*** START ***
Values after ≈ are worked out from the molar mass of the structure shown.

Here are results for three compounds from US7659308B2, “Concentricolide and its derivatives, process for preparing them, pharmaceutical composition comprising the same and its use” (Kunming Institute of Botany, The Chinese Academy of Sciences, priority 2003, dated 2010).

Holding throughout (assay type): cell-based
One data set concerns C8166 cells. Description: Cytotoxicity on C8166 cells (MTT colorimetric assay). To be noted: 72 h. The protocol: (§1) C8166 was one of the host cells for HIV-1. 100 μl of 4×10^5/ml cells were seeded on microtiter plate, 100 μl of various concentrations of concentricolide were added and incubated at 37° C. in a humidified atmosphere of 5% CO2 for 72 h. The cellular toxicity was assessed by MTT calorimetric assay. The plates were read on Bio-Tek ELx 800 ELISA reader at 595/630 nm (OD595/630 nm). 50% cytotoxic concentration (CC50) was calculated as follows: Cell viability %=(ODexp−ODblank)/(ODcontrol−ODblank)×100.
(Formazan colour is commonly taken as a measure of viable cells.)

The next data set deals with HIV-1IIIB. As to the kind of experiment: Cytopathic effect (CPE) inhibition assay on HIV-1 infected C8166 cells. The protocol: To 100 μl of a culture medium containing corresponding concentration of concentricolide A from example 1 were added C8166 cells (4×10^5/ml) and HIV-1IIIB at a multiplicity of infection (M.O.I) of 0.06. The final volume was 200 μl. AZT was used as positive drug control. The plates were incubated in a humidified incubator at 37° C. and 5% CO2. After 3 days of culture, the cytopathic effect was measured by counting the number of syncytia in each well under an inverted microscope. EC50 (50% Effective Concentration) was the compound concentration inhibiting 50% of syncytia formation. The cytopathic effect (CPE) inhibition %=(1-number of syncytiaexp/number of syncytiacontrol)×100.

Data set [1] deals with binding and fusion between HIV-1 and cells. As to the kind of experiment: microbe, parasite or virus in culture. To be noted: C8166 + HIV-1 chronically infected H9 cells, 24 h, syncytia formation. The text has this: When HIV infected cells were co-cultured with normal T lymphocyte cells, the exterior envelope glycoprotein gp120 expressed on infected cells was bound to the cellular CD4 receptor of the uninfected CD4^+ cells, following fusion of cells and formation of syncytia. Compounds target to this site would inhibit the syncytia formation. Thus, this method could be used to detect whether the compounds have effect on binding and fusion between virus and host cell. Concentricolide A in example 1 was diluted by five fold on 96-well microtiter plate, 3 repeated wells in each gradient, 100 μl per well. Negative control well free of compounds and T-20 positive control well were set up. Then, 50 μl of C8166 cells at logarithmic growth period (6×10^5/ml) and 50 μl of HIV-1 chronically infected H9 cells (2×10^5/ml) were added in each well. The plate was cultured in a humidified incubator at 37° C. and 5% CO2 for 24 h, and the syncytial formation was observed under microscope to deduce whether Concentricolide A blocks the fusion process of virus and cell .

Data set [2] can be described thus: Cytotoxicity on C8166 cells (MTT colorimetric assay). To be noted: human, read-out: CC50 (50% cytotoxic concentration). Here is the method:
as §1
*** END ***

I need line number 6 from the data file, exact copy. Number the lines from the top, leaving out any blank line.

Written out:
The next data set deals with HIV-1IIIB. As to the kind of experiment: Cytopathic effect (CPE) inhibition assay on HIV-1 infected C8166 cells. The protocol: To 100 μl of a culture medium containing corresponding concentration of concentricolide A from example 1 were added C8166 cells (4×10^5/ml) and HIV-1IIIB at a multiplicity of infection (M.O.I) of 0.06. The final volume was 200 μl. AZT was used as positive drug control. The plates were incubated in a humidified incubator at 37° C. and 5% CO2. After 3 days of culture, the cytopathic effect was measured by counting the number of syncytia in each well under an inverted microscope. EC50 (50% Effective Concentration) was the compound concentration inhibiting 50% of syncytia formation. The cytopathic effect (CPE) inhibition %=(1-number of syncytiaexp/number of syncytiacontrol)×100.